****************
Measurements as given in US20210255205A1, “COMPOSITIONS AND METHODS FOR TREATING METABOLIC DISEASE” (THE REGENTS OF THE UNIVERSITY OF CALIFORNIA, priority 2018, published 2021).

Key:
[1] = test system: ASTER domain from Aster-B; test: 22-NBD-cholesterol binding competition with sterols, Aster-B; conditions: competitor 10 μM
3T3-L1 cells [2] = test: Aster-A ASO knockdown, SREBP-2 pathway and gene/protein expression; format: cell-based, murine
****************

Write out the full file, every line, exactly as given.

Measurements as given in US20210255205A1, “COMPOSITIONS AND METHODS FOR TREATING METABOLIC DISEASE” (THE REGENTS OF THE UNIVERSITY OF CALIFORNIA, priority 2018, published 2021).

Key:
[1] = test system: ASTER domain from Aster-B; test: 22-NBD-cholesterol binding competition with sterols, Aster-B; conditions: competitor 10 μM
3T3-L1 cells [2] = test: Aster-A ASO knockdown, SREBP-2 pathway and gene/protein expression; format: cell-based, murine